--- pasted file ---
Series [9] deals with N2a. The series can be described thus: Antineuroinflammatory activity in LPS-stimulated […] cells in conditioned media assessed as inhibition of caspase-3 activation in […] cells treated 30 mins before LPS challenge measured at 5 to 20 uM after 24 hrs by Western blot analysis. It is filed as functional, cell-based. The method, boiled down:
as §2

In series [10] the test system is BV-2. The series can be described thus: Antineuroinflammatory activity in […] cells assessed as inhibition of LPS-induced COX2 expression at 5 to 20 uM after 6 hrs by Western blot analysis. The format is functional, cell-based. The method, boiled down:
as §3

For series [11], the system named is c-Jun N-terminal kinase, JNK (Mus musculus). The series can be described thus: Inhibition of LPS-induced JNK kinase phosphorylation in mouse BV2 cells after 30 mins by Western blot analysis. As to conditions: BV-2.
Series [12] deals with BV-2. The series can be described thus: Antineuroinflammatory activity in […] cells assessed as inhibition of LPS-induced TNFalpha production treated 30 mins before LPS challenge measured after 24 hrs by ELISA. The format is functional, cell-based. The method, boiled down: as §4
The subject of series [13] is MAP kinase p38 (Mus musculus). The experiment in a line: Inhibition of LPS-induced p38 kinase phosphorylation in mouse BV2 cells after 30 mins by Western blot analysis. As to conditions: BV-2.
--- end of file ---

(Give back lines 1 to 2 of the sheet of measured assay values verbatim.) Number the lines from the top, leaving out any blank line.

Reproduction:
Series [9] deals with N2a. The series can be described thus: Antineuroinflammatory activity in LPS-stimulated […] cells in conditioned media assessed as inhibition of caspase-3 activation in […] cells treated 30 mins before LPS challenge measured at 5 to 20 uM after 24 hrs by Western blot analysis. It is filed as functional, cell-based. The method, boiled down:
as §2